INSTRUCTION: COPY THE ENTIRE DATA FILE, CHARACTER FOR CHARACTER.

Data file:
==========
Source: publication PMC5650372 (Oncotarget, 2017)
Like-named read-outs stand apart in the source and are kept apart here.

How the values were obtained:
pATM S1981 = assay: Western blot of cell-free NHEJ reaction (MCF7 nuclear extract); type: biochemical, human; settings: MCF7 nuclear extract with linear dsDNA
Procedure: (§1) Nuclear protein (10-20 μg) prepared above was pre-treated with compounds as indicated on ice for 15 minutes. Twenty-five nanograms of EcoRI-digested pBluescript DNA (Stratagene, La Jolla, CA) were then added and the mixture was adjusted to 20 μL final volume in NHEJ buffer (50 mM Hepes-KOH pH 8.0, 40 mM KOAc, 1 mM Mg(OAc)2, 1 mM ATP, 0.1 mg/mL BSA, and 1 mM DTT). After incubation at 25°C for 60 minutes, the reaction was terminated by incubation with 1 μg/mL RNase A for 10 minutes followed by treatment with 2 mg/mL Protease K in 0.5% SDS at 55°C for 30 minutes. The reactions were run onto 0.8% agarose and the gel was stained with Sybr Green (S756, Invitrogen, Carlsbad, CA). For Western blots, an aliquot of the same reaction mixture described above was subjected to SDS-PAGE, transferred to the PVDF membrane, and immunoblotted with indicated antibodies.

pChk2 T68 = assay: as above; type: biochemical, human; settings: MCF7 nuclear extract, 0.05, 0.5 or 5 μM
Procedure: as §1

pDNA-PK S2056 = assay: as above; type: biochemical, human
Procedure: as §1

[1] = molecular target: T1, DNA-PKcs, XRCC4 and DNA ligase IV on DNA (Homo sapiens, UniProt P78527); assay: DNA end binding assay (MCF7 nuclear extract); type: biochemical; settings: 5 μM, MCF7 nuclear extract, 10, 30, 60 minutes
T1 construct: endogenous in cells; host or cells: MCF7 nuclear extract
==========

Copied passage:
Source: publication PMC5650372 (Oncotarget, 2017)
Like-named read-outs stand apart in the source and are kept apart here.

How the values were obtained:
pATM S1981 = assay: Western blot of cell-free NHEJ reaction (MCF7 nuclear extract); type: biochemical, human; settings: MCF7 nuclear extract with linear dsDNA
Procedure: (§1) Nuclear protein (10-20 μg) prepared above was pre-treated with compounds as indicated on ice for 15 minutes. Twenty-five nanograms of EcoRI-digested pBluescript DNA (Stratagene, La Jolla, CA) were then added and the mixture was adjusted to 20 μL final volume in NHEJ buffer (50 mM Hepes-KOH pH 8.0, 40 mM KOAc, 1 mM Mg(OAc)2, 1 mM ATP, 0.1 mg/mL BSA, and 1 mM DTT). After incubation at 25°C for 60 minutes, the reaction was terminated by incubation with 1 μg/mL RNase A for 10 minutes followed by treatment with 2 mg/mL Protease K in 0.5% SDS at 55°C for 30 minutes. The reactions were run onto 0.8% agarose and the gel was stained with Sybr Green (S756, Invitrogen, Carlsbad, CA). For Western blots, an aliquot of the same reaction mixture described above was subjected to SDS-PAGE, transferred to the PVDF membrane, and immunoblotted with indicated antibodies.

pChk2 T68 = assay: as above; type: biochemical, human; settings: MCF7 nuclear extract, 0.05, 0.5 or 5 μM
Procedure: as §1

pDNA-PK S2056 = assay: as above; type: biochemical, human
Procedure: as §1

[1] = molecular target: T1, DNA-PKcs, XRCC4 and DNA ligase IV on DNA (Homo sapiens, UniProt P78527); assay: DNA end binding assay (MCF7 nuclear extract); type: biochemical; settings: 5 μM, MCF7 nuclear extract, 10, 30, 60 minutes
T1 construct: endogenous in cells; host or cells: MCF7 nuclear extract